The night I didn’t become a Gilmore Girl
(aka Why you should never meet a celebrity you admire)
In the early 2000’s, I could not understand why most of my friends, all of whom are intelligent people from all different cultures, mostly New Yorkers, were watching a show called the Gilmore Girls. I had never seen an episode but it aired on the WB network as did Dawson’s Creek, Seventh Heaven, Buffy, and Charmed. All shows that in my opinion were childish, riddled with contrived drama, or just too unreal.
I was just graduating college and had no interest in watching a show about a small town in “who knows where” and watch an unrealistic portrayal of the relationship between a mother and a daughter. These were the facts about the Gilmore Girls I had acquired without even watching one episode. I really couldn’t, for the life of me, understand why I or my other New York born and raised friends would be interested in watching this nonsense and I could not comprehend the fascination.
In 2006, while living in Holland, I fell in love, from one day to the next with the most wonderful, magical, adorable, and gorgeous German boy. We met at a mutual friend’s birthday party and after one night of talking and kissing, it was clear that we had both met the person we were meant to be with forever and ever. I really cannot recount our meeting in a less corny manner, because this is precisely how it happened. It was as if we had truly met our soulmate and it felt like a fairy tale. We became inseparable immediately and traveled to either Holland or Germany every single weekend so that we could be together and began living together one year later.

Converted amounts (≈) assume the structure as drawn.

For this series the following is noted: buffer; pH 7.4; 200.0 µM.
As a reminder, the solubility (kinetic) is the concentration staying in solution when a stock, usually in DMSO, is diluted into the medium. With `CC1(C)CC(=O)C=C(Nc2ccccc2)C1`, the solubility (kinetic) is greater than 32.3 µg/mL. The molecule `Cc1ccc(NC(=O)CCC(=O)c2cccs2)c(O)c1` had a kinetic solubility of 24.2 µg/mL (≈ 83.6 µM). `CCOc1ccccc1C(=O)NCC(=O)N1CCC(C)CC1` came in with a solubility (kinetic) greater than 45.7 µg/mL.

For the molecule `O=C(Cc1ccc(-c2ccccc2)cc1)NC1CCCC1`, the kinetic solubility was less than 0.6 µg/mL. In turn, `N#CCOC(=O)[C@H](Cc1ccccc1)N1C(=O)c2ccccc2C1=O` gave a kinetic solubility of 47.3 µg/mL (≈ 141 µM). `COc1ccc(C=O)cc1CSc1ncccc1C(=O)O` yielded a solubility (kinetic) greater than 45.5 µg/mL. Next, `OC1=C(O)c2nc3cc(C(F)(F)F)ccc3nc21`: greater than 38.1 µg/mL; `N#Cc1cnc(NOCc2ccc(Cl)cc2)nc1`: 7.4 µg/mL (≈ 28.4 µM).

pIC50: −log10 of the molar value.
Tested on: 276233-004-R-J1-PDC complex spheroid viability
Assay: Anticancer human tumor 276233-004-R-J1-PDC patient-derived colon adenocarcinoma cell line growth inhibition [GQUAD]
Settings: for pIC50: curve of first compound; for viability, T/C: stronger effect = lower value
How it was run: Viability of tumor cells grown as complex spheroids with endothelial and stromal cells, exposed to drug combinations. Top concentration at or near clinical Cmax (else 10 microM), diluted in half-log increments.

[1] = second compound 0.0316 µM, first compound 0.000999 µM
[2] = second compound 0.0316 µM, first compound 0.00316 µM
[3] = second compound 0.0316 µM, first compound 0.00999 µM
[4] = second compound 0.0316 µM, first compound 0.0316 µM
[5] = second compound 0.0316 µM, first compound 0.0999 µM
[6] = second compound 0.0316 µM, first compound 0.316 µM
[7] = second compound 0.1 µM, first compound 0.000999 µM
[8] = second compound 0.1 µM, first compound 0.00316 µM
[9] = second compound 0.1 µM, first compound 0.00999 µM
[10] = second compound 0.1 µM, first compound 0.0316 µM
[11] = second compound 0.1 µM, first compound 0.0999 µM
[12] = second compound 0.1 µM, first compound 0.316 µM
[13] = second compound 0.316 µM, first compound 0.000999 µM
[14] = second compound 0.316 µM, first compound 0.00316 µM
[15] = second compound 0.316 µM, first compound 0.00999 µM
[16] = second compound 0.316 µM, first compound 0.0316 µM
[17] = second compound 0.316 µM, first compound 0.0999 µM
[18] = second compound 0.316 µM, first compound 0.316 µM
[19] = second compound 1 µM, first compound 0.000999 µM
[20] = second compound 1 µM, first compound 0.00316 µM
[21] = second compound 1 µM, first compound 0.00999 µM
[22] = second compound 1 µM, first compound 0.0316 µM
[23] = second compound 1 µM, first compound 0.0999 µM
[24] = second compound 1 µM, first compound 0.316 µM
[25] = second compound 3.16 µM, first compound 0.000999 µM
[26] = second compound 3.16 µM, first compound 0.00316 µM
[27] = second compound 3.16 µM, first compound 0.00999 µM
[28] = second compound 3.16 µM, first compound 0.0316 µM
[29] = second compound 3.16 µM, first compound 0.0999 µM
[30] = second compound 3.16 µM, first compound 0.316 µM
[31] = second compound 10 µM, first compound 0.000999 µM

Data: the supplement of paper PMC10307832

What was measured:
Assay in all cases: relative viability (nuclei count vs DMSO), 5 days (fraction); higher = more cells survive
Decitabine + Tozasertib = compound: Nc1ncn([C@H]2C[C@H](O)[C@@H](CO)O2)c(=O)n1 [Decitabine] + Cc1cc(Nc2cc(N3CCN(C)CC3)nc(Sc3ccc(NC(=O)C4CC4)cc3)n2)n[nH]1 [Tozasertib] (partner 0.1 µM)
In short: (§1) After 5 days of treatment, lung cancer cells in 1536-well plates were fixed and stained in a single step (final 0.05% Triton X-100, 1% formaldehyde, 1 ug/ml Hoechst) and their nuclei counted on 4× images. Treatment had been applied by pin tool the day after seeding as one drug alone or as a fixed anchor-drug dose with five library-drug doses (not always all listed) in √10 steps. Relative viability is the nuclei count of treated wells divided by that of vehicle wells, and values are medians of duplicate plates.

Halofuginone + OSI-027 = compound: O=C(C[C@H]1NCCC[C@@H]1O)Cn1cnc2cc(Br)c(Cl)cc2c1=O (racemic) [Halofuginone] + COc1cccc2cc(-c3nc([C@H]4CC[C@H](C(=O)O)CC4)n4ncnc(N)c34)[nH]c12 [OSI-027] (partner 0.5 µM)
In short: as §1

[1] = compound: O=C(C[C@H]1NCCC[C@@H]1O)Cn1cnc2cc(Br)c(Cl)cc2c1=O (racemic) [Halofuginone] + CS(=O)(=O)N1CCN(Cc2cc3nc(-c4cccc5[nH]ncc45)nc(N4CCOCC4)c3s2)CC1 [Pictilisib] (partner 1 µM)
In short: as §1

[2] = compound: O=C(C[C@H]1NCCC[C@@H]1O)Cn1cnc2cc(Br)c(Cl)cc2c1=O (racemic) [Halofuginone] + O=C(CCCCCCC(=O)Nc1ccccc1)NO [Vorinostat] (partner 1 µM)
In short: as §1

David, the love of my life, had three favorite TV shows when I met him. All American shows. The King of Queens, Becker, and the Gilmore Girls. He introduced me to these shows that I had never watched before.
The King Of Queens I could totally understand being a favorite because Kevin James and Leah Remini are hilarious, as is the adorable Jerry Stiller. I lived in Queens for the first seven years of my life and have always felt warmly towards the borough, so it thrilled me that David, this German dude, loved this show so much. It was as if his love for this show helped fate bring us together. He had found his big mouthed Carrie in me, even though he is in almost every way the opposite of Doug.
The show Becker, starring Ted Danson as a doctor in the Bronx, didn’t do it for me. The show is not special, it doesn’t feel at all like you are in NYC from the set design and also the pace. I watched a few episodes to give the show a chance, but after that I was out.